We are a leaner, more efficient company today: Sanjiv Goenka

Chairman of the RP-Sanjiv Goenka group, Sanjiv Goenka, on the cultural transformation of his enterprise led by the shift in focus from revenue to efficiency

Sanjiv Goenka, chairman of the RP-Sanjiv Goenka group. Photo: Indranil Bhoumik/Mint
Sanjiv Goenka, chairman of the RP-Sanjiv Goenka group. Photo: Indranil Bhoumik/Mint

Kolkata: Giving his group a new identity five years ago, Sanjiv Goenka said he was breaking away from legacies to build new ones.

Less than a year earlier, he and his brother Harsh Goenka, chairman of the RPG Group, had partitioned between themselves a bunch of family-run businesses and personal assets spread across India.

Things were still volatile within the extended Goenka family when in July 2011 Sanjiv Goenka announced the launch of the RP-Sanjiv Goenka Group, creating a new identity for the companies managed by him.

Five years on, as he reflects on the cultural transformation of the group, Goenka says his group has “earned the right” to grow by improving efficiencies. The task was to shift focus from revenue to efficiency, and Goenka turned to consulting firms McKinsey & Co. and Boston Consulting Group for advice on how to lead this transformation. In the process, he ruffled a few feathers within the group. “Father’s long face” notwithstanding, he led the transformation, Sanjiv Goenka said, referring to the late Rama Prasad Goenka, who died in April 2013. Edited excerpts from an interview:

What was the mandate for the consulting firms?

Historically, the undivided RPG Group was focused primarily on revenue and not on operational efficiency. Because previously we operated in a protected environment, efficiency was not as relevant as it is now in a highly competitive environment.

But once the partition happened, we brought in McKinsey & Co. and Boston Consulting Group to advise us on two things: structurally, what we should do to grow and operationally, how to improve efficiencies. The two firms worked across the group.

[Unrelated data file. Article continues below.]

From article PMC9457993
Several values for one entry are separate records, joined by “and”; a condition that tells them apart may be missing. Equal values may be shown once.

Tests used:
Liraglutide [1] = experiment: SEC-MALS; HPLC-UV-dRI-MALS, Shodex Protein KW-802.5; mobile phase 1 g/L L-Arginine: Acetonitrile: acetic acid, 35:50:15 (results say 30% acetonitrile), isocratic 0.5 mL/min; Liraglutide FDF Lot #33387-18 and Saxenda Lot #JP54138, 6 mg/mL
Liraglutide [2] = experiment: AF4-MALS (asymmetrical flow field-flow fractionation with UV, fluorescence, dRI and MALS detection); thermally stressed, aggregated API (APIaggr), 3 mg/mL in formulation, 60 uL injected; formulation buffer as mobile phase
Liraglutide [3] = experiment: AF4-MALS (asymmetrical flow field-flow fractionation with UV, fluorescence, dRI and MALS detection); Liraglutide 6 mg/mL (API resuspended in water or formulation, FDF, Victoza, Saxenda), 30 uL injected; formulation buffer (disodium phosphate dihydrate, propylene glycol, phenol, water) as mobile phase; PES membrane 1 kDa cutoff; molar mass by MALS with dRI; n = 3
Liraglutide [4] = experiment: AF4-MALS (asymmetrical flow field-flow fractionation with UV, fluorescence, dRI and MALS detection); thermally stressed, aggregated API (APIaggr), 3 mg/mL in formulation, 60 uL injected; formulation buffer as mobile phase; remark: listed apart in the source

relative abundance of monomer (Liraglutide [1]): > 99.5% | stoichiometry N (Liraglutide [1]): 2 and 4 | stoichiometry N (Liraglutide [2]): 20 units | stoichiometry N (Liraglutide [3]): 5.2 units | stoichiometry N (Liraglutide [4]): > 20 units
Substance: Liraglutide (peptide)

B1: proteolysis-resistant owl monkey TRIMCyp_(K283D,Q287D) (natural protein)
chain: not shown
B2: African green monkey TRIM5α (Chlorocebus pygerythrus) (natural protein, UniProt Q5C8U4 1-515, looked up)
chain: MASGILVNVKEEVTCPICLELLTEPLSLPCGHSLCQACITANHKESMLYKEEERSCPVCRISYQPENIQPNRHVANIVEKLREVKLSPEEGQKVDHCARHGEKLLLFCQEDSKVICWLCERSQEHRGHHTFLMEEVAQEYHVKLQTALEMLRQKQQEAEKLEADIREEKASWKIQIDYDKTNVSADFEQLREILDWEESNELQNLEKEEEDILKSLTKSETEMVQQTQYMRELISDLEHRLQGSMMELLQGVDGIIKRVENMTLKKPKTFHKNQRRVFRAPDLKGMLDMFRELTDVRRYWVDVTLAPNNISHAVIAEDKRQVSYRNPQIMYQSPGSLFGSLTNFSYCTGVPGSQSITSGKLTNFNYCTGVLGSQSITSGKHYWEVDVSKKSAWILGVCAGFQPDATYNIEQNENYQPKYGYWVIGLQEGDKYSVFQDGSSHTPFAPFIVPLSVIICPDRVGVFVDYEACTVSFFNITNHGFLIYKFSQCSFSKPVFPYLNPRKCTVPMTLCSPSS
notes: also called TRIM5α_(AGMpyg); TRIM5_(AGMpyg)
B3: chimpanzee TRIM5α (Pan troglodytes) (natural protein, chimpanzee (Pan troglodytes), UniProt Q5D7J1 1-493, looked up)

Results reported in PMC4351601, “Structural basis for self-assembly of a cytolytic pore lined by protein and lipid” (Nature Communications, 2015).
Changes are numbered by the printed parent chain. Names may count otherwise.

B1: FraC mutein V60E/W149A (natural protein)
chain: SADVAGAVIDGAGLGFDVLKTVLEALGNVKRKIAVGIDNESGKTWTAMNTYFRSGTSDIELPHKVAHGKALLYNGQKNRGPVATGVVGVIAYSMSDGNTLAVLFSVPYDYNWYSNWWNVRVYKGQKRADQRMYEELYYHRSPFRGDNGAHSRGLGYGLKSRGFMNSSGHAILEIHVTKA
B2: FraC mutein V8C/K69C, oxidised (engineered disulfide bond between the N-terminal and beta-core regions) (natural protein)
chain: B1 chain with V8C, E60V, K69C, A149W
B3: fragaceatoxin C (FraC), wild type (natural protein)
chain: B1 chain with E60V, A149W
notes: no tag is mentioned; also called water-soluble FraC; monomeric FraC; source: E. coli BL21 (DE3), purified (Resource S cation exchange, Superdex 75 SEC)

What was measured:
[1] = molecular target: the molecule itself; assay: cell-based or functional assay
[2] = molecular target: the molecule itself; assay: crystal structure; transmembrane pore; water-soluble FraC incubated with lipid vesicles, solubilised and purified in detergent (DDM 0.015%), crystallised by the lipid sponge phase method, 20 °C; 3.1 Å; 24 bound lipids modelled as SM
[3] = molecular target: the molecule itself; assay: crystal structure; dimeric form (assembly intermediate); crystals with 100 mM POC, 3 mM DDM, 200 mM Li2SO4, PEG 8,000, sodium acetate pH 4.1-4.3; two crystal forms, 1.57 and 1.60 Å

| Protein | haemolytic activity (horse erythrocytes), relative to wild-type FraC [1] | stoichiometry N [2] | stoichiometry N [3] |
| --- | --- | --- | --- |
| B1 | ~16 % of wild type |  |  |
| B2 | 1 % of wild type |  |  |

Internally, at that stage, I took a call that we will not expand unless we could manage the expanded capacity in the most efficient manner by global standards—no growth at all, unless operationally we could make the most of it. So, breaking from tradition, I said we have to earn our right to grow.

It initially took a lot of courage, a lot of self-assurance to take that stand—to say, for instance, that we will not chase ultra-mega power projects—because I was swimming against tide. But it was clear in my mind that we will not add scale only for the sake of scaling up. We will instead focus on how to get our house in order, weeding out inefficiencies.

So, we started to have two review meetings a month for every company: one to discuss operational efficiencies and another to review strategic initiatives. These were unknown in our group previously—people here were rarely asked questions.

How did your employees react?

There was, for the first couple of months, some resistance from within the group. But that was only for about two months or so.

One day, three of our CEOs (chief executive officers) and a CFO (chief financial officer) walked into my room and I immediately realized something was amiss. They said that I had started to act like the owner. So, I asked them if I should not. They said, of course, I should, but at the same time, they said they felt that I had stopped to trust them. By the time I met my father later in the day, they had taken the matter to him. And with a long face, he told me that I had hurt key people in the group and that he wasn’t happy about it at all.

To my mind, these people didn’t resist change because they were incapable of coping with it. They resisted the change because they were being forced out of their comfort zone. The tussle went on for about two months, but after that, everyone rallied around the change.

Today, we are a leaner and more efficient organization of some 52,000 people. The average age of our CEOs now is 50 compared with 65 previously.

How has the group gained from this change?